Area Forecast Discussion
National Weather Service Grand Forks ND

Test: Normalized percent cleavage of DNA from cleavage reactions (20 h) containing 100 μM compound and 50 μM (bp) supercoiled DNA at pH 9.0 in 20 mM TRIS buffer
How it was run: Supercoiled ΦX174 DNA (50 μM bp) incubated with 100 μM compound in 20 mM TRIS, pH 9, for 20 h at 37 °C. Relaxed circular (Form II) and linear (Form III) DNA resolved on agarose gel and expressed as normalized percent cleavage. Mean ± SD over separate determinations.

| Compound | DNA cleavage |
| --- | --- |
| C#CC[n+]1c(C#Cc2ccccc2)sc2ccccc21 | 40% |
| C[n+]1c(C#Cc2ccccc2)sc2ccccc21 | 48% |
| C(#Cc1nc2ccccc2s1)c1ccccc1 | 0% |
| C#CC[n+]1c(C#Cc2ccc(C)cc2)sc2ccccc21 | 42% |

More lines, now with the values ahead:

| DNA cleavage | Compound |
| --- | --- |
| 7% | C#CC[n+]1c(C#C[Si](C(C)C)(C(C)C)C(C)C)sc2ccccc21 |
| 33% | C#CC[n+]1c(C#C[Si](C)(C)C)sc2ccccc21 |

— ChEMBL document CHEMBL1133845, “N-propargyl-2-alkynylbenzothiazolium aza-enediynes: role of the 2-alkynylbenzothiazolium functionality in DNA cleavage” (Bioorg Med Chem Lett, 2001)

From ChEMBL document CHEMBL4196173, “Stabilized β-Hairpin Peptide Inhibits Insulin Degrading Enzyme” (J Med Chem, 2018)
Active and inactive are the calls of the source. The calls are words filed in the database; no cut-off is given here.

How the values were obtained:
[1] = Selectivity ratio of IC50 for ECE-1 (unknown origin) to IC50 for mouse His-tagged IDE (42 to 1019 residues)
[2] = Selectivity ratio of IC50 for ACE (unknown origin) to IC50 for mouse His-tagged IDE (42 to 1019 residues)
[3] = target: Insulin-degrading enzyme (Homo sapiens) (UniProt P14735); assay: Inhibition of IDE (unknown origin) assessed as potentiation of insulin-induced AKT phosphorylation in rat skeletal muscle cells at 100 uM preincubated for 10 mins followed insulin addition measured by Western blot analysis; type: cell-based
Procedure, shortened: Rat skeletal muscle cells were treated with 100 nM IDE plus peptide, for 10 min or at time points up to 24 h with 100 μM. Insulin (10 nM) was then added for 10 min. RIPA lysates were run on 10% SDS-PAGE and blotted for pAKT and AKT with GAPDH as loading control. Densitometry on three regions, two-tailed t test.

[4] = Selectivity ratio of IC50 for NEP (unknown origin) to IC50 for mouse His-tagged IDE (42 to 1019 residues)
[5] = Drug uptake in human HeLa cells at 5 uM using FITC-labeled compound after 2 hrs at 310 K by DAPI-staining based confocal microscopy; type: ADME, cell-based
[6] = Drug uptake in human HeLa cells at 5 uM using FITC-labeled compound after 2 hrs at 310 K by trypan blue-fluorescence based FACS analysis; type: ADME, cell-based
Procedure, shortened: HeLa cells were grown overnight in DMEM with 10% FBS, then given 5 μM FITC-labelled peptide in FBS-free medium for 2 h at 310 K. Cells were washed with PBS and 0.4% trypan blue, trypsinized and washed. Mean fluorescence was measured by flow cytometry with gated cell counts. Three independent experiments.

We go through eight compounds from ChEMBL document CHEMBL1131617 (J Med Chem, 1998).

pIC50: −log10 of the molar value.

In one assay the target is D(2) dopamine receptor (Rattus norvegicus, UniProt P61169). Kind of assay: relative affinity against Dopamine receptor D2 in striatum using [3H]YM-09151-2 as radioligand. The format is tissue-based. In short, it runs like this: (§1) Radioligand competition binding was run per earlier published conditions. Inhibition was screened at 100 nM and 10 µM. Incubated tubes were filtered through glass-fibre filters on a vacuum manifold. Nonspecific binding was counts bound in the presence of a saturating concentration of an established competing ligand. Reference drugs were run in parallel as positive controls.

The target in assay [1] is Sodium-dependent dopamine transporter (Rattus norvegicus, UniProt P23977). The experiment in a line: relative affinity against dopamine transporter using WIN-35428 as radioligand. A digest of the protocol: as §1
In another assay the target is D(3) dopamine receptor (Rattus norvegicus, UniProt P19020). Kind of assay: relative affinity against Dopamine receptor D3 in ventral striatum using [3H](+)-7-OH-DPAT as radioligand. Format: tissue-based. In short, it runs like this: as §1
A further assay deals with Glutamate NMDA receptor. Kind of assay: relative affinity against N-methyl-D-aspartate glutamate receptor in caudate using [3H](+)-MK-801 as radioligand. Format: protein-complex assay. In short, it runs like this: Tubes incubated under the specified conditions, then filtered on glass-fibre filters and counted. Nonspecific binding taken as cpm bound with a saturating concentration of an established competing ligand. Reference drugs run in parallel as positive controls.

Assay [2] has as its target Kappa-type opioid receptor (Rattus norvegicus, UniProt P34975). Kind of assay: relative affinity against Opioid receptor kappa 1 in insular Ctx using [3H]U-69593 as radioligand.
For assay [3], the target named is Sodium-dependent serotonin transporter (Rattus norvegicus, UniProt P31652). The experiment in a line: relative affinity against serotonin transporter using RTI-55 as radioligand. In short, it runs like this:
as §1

1025 PM CDT Fri Aug 7 2020 .UPDATE... Issued at 1024 PM CDT Fri Aug 7 2020 MCV and associated thunderstorms finally exiting the forecast area. Cold front in central ND moving east and there are scattered storms with area in north central ND and the other area was near BIS but that is fading away. Still a chance of t-storms along the front as it moves east overnight. && .SHORT TERM...(This evening through Saturday night) Issued at 353 PM CDT Fri Aug 7 2020 Showers and thunderstorms continue in the vicinity of an MCV moving ENE across the area this afternoon. South and east of this feature looks to be the best area for severe storms over the next few hours with ML CAPE at 1500-2500 J/kg and deep shear of 25-40 kts. Area of clearing southwest of MCV in area of outflow could be the best area for redevelopment as indicated by latest HRRR run. Severe storm threats will be mainly winds to 75 mph and 2" hail, but also a tornado or two will be possible. Any storms that develop have the potential to grow upscale to a line of storms in the eastern forecast area before exiting across east-central MN. A cold front will be pushing east across ND later tonight. Some storms could be severe with this potential line of storms...with the best chance along the Canadian border. Decreased chances somewhat with this features as CAMs have trended more towards storm that are isolated in nature. The cold front will usher in drier air for Saturday. Another system is expected to push east across SD and northeastward into eastern ND and MN by late Saturday night. Chances are mainly for the southern half of the forecast area after midnight. .LONG TERM...(Sunday through Friday) Issued at 320 PM CDT Fri Aug 7 2020 The main chance for impactful weather is found at the beginning of the period on Sun, followed by another chance around Thu. During Sun an approaching surface front and upper wave will increase chances for strong to severe convection. Current timing places this front in the vicinity of Devils Lake by noon, progressing to the valley by mid afternoon, then west central MN by early evening. CAPE and shear is available and it would appear the strongest storms would likely be proximal to the frontal position at peak heating time. Bulk shear at 0-6km coincident with the boundary should be in the 30 to 50 kt range, along with SB CAPES between 2 and 4K. The Red River Valley could be the main target region, with storms moving to northwest and west central late afternoon and early evening. High pressure is on schedule to provide quieter weather on Mon through Wed, with the next chance for stronger convection presenting on Thu. && .AVIATION...(For the 00Z TAFS through 00Z Saturday evening) Issued at 703 PM CDT Fri Aug 7 2020 Thunderstorms moving out of Bemidji Airport area 01z. Otherwise TAF sites will be t-storm free this evening and maybe all night as thunderstorm coverage overnight more isolated. South winds to become west by 09z in the RRV and toward 12z-15z BJI. Some brief MVFR cigs psbl mainly east of the Red River for a time tonight or early Saturday, higher chances Bemidji. && .FGF WATCHES/WARNINGS/ADVISORIES... ND...None. MN...None. $$ UPDATE...Riddle SHORT TERM...Knutsvig LONG TERM...WJB AVIATION...Riddle